Brexit: Welsh Assembly joins Holyrood and Stormont in rejecting bill


The Welsh Assembly has joined the Scottish Parliament and the Northern Ireland Assembly in rejecting the Brexit bill.

It means all of the UK’s devolved law-making bodies have voted against the withdrawal agreement legislation.

A total of 35 assembly members, from Labour and Plaid Cymru, opposed the law, while 15 backed it.

First Minister Mark Drakeford said the law unilaterally rewrites the way devolution works in Wales.

His counterpart in Scotland, Nicola Sturgeon, said the three votes were “unprecedented and momentous”.

Brexit Secretary Stephen Barclay had appealed to Welsh ministers not to vote the bill down, saying it respected the result of the 2016 referendum when Wales voted to leave.

The legislation is currently passing through the UK Parliament – the government lost three votes in the House of Lords on the legislation on Tuesday.

Normally the devolved assemblies and parliaments must give their permission before Westminster can legislate on issues that impact them.

Consent has not been given by any of the three bodies, although the moves are not legally binding and will not stop the UK government pressing ahead.

Presentational grey line

Analysis by BBC Wales political editor Felicity Evans

Although this vote will not stop the Brexit legislation becoming law, it is still significant.

That’s because this is the first time legislatures in Wales, Scotland and Northern Ireland have all refused to consent to UK government legislation that affects devolved matters.

Now it is true that Wales is the only one of those nations where the majority of voters opted to leave the EU in 2016, and many pro-Brexit voices in the chamber called on Plaid and Labour to accept political reality.

But many of the objections to this legislation are around the perceived sidelining of the Senedd, even in areas over which it is supposed to have control.

With concerns about increasing strains on the union of the four home nations, the UK government must be sensitive to accusations that it’s trampling all over other people’s lawns.

That’s probably one of the reasons the Brexit secretary wrote to the Welsh Government reassuring them that the UK Government remains committed to the principle of consent, except in this “singular” case.

AMs on Tuesday debated a legislative consent motion on the bill, which was rejected by a majority of the chamber.

The Labour Welsh Government has not backed Mr Johnson’s deal over fears it will not lead to a close enough relationship with the EU and would prove damaging to Wales’ economic interests.

Welsh First Minister Mark Drakeford told AMs: “Brexit is going to happen. That is a fact.” But he said how Brexit happens is “anything but settled”.

“A mandate for Brexit is not a mandate for bad legislation,” he said, claiming the protocol on Northern Ireland will cause “friction” at Welsh ports.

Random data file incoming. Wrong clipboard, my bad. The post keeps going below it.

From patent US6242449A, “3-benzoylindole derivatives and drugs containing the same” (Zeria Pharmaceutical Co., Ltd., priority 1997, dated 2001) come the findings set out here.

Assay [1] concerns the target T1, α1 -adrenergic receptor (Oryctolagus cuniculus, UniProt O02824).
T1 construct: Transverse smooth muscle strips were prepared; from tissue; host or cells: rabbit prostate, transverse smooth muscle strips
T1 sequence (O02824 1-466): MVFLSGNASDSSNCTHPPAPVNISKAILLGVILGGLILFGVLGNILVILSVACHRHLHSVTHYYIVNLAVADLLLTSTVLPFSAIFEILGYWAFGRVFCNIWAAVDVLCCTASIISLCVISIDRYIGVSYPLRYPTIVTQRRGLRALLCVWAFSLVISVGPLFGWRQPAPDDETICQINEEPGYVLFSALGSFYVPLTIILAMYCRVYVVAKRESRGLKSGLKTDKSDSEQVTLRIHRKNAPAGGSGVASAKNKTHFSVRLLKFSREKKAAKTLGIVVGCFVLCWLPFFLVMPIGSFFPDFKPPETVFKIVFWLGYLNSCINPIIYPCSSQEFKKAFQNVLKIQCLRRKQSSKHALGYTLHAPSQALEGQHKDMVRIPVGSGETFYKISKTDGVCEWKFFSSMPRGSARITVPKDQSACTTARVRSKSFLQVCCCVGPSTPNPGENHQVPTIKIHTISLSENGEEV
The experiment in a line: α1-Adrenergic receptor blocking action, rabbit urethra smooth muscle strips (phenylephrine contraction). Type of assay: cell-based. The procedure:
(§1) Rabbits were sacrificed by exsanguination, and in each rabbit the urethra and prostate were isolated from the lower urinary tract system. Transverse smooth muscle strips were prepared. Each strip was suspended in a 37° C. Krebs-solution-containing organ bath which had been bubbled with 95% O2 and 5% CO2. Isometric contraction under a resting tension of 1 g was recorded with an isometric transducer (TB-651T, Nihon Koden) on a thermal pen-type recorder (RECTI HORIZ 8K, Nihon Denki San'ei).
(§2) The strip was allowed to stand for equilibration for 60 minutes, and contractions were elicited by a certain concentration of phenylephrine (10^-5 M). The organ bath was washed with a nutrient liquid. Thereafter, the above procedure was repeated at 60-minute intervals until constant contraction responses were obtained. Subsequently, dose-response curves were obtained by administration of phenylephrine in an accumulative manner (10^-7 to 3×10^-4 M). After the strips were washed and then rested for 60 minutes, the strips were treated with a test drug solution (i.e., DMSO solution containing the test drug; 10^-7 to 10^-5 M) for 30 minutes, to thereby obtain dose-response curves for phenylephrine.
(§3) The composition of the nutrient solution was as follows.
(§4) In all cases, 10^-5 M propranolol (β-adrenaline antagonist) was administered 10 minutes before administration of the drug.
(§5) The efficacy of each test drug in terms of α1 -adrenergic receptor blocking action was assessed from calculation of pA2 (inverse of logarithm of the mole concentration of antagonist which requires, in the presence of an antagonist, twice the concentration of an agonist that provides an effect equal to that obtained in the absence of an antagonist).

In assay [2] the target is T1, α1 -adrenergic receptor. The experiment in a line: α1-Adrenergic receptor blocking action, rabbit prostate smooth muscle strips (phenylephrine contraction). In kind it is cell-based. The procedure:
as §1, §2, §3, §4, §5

He told the chamber law would allow the amendment of the Government of Wales Act which governs how the assembly works, accusing the UK government of a “unilateral rewriting of the devolution settlement”.

He said he was “not under any illusion” that refusal will stop the bill from being enacted.

‘Clear opportunity’

The Brexit Party and the Conservatives supported giving the assembly’s consent.

Welsh Conservative assembly group leader Paul Davies said the consent vote was a “clear opportunity to deliver the result of the referendum”.

“We on this side of the chamber believe it’s time to get on with the job,” he said.

“We should be more optimistic and not adopt the Welsh Government’s sometimes dour approach of doom and gloom.”

Members of the Northern Ireland Assembly voted against giving their consent for the legislation on Monday.

Its two largest parties, the Democratic Unionist Party and Sinn Fein, oppose the prime minister’s Brexit deal for different reasons. The Scottish Parliament voted that it would not given consent earlier in January.

Nicola Sturgeon said for the UK government to ignore the votes “will simply demonstrate how broken the Westminster system is”.

Steve Barclay, prior to the vote, had called on the Welsh Government to change its mind.

“I hope that you will revise your recommendation and support this bill,” he told Brexit minister Jeremy Miles in a letter published on Monday.

“It allows us to respect the result of the referendum, in which the people of Wales voted to leave the EU, to move on to focus on other priorities and at the same time bring the country together.”

Plaid Cymru AM Delyth Jewell said her party could not support the bill because “it threatens Welsh powers, removes parliamentary oversight of the negotiations, takes away the rights of child refugees, workers and EU citizens and unnecessarily rules out an extension to the negotiating process, making a bad deal or even no deal at all the most likely outcome”.

Brexit Party’s Mark Reckless accused Welsh Labour of a “futile anti-Brexit stunt”.

“They have learned nothing from the Brexit Party’s victory in the European elections, nor the Conservative victory in December,” he said.